FERC Wednesday gave Dominion Cove Point LNG LP the go-ahead to begin service from the expanded Cove Point liquefied natural gas (LNG) terminal facilities on the eastern shore of Maryland. A spokesman said expansion service is scheduled to start either later this month or in early January.
The expansion of the Cove Point LNG import terminal raises sendout capacity to 1.8 Bcf/d from 1 Bcf/d. The project also doubles storage capacity to 14.6 Bcf. Dominion Cove Point and Norway’s Statoil ASA signed 20-year service agreements in 2006 for the terminal expansion and increased pipeline capacity in Maryland and Pennsylvania (see Daily GPI, Oct. 6, 2006).
All of the Pennsylvania pipeline facilities associated with the terminal expansion are in service already, said Dan Donovan, a spokesman for Richmond, VA-based Dominion Resources, parent of Dominion Cove Point. The 88 miles of 24-inch diameter pipeline extend northward from the new Perulack Compressor Station in Juniata County, PA, to the Leidy Meter Station and pipeline replacement facilities at the Leidy Hub complex in Clinton County, PA [CP05-131].
But the Maryland part of the project — 41 miles of 36-inch diameter mostly pipeline loop — is a “couple of weeks behind” and won’t be in operation until later in the month or early January, Donovan said.
FERC originally approved the expansion in August 2006, but the fate of the expansion project was uncertain when the U.S. Court of Appeals for the District of Columbia Circuit during the summer vacated the original agency order approving the LNG terminal and pipeline expansion. The court ruled that the evidence did not support the agency’s conclusion that Washington, DC-based Washington Gas Light (WGL) could fix widespread leaks on its distribution system, which the utility claimed were caused by LNG, before the Cove Point terminal expansion went into operation (see Daily GPI, July 21).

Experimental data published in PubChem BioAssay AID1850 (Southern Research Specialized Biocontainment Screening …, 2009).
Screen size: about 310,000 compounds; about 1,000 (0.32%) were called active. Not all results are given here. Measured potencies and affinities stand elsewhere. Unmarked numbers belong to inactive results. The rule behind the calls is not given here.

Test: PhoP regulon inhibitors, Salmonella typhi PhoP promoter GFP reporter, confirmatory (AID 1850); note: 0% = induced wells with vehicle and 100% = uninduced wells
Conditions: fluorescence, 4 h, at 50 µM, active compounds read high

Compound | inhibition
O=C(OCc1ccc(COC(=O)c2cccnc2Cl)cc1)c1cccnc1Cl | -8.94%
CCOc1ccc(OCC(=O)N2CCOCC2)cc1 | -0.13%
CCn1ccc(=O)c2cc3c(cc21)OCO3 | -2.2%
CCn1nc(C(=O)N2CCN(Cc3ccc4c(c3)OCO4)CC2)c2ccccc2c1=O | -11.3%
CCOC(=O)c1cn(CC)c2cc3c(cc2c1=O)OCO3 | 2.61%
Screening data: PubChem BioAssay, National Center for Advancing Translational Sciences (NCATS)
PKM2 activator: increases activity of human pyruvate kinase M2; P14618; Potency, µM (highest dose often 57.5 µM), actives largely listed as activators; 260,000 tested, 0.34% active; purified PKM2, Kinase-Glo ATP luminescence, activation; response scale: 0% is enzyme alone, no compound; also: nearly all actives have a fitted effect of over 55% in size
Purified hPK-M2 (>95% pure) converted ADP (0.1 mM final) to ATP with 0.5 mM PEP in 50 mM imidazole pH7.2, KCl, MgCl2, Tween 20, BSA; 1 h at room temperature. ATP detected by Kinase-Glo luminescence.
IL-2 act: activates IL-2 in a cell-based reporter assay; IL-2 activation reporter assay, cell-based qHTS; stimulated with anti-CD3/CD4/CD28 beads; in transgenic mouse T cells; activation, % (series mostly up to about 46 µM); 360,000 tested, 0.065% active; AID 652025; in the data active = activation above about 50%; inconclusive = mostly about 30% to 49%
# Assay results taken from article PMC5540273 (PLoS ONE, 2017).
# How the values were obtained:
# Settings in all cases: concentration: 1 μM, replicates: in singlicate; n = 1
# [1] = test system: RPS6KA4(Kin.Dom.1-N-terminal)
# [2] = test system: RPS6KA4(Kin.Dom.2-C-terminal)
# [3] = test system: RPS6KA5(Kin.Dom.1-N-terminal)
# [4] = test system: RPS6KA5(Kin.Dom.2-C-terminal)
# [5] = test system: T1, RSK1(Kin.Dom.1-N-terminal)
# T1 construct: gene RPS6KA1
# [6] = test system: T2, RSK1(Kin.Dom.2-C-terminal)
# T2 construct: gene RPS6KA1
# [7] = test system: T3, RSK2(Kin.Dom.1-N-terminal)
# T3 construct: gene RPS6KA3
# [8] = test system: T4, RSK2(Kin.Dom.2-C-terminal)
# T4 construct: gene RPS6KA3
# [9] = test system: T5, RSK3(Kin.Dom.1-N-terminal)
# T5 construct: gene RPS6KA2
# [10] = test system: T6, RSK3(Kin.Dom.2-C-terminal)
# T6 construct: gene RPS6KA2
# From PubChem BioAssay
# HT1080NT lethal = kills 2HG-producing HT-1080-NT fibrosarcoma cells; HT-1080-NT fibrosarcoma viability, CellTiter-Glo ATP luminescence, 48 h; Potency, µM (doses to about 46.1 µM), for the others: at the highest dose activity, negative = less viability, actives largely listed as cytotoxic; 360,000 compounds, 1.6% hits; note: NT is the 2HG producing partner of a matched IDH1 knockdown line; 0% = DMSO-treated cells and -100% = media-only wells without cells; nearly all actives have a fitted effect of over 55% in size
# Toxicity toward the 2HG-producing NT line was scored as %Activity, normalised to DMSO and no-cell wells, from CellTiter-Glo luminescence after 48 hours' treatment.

On remand, the Commission in October gave Dominion Cove Point the go-ahead to resume the construction of the expansion of its LNG terminal, while at the same time barring the delivery of any additional LNG volumes to WGL to shield it from further system leaks (see Daily GPI, Oct. 8). FERC staff Wednesday reminded Cove Point LNG that it must comply with the conditions of the remand order, which specified that the terminal’s deliveries of regasified LNG into its interconnection with the Columbia Gas system at Loudoun, VA, cannot exceed 530,000 Dth/d. The agency hopes that the restriction will prevent unsafe leakage on the WGL distribution system.
WGL charged that an influx of unblended LNG from the terminal caused the coupling leaks on its distribution system, which serves parts of Washington, Virginia and Maryland. In 2006 WGL petitioned the court to review the FERC order approving construction of the Cove Point LNG project after it failed in its efforts to block the expansion at the Commission (see Daily GPI, Aug. 22, 2006).
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